Tweenragism is a condition that usually afflicts children between the ages of 9-13 (in rare cases with older siblings it can manifest itself earlier). Often it continues beyond 13 in the form of another condition usually referred to as "teenrager".
There are no known causes, however research has shown that prolonged exposure to the Disney Channel and Nickelodeon can aggravate the condition. 

Are you at risk? If you are a parent, you are not at risk to contract this condition, but you will suffer from it. Any child approaching the preteen-hood is dangerously at risk.

This is a controversial issue. Some experts feel that strict parenting can prevent tweenragism from occurring. Others feel that no amount of punishment can shake the symptoms.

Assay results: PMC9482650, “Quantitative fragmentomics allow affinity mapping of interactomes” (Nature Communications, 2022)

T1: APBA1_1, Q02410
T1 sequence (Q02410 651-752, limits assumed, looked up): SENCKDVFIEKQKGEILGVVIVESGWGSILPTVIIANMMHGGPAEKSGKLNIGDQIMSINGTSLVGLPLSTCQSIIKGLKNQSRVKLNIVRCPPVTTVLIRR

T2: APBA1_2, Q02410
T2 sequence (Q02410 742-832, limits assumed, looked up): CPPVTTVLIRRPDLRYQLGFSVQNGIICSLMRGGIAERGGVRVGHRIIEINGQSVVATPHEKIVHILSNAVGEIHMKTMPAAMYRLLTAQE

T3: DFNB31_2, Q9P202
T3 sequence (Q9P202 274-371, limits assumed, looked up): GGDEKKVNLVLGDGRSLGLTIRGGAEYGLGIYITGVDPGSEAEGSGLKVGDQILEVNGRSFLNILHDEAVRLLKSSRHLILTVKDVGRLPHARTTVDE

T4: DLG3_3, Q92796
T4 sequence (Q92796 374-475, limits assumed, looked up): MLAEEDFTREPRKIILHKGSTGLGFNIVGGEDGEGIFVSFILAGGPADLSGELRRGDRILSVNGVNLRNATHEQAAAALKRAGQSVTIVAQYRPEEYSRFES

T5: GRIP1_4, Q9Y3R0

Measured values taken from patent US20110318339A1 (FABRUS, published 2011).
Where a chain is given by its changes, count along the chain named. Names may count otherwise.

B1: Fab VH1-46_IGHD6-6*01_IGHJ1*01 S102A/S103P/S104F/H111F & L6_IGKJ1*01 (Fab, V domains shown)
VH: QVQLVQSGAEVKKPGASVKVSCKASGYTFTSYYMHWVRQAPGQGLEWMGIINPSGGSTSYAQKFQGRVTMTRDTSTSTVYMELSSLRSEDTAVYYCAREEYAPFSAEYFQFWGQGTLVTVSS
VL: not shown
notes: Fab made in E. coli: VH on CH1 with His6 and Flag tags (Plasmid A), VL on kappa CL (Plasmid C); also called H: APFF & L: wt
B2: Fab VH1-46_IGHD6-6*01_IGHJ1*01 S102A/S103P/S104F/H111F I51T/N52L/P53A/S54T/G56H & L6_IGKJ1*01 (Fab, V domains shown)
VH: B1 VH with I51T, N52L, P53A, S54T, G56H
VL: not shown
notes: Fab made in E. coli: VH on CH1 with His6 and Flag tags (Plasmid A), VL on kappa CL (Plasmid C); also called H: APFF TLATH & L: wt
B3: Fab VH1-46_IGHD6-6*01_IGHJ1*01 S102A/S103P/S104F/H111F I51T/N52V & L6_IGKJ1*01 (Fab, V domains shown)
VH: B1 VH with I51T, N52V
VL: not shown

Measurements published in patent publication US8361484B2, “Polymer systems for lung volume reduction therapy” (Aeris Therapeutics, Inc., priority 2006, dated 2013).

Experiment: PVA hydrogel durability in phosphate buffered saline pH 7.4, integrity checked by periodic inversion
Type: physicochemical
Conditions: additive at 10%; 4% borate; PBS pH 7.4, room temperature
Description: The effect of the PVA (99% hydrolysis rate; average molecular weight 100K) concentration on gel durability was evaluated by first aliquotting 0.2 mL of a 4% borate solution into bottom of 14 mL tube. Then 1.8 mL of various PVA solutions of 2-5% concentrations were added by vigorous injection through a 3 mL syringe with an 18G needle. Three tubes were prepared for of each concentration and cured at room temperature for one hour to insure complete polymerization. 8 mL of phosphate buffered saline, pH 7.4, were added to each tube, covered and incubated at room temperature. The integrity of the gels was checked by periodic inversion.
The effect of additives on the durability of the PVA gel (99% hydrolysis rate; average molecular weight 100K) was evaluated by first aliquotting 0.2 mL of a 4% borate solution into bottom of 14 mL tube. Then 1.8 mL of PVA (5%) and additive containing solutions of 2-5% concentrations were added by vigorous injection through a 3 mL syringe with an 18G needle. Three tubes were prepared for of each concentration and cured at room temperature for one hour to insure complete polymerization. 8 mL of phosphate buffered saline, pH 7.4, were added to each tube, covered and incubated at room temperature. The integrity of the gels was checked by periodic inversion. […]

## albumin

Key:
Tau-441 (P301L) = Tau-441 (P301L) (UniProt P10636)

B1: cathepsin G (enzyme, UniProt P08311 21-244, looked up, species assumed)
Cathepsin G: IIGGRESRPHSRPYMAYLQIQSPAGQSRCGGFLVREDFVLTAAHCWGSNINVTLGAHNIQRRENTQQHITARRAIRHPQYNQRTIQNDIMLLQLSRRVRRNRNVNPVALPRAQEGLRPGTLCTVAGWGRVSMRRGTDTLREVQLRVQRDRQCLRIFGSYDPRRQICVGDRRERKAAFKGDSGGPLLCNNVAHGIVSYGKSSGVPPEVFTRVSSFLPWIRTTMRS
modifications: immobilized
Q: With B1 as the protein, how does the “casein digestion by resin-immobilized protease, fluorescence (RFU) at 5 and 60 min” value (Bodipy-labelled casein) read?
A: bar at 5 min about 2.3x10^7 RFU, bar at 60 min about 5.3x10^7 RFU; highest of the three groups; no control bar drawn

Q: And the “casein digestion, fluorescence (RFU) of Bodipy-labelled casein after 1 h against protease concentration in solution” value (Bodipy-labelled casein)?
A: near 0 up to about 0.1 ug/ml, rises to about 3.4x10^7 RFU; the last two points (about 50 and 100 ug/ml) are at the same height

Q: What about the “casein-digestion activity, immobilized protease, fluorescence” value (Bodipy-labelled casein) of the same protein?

Symptoms and Types
excessive eyerolling
dramatic mood swings
sudden dislike of their parents choices
frequent bouts of mortification
uncontrolled angry outbursts
an altered perception of reality

Diagnosis and Tests
Say "good morning" to the child. If you have any of the above responses, run!

Treatment and Care
There is no treatment for the child. For the parent it is recommended to get a good shrink and a bottle of Merlot.

Living and Managing
good luck.

Support and Resources
tweenragers.blogspot.com and the above mentioned bottle of Merlot.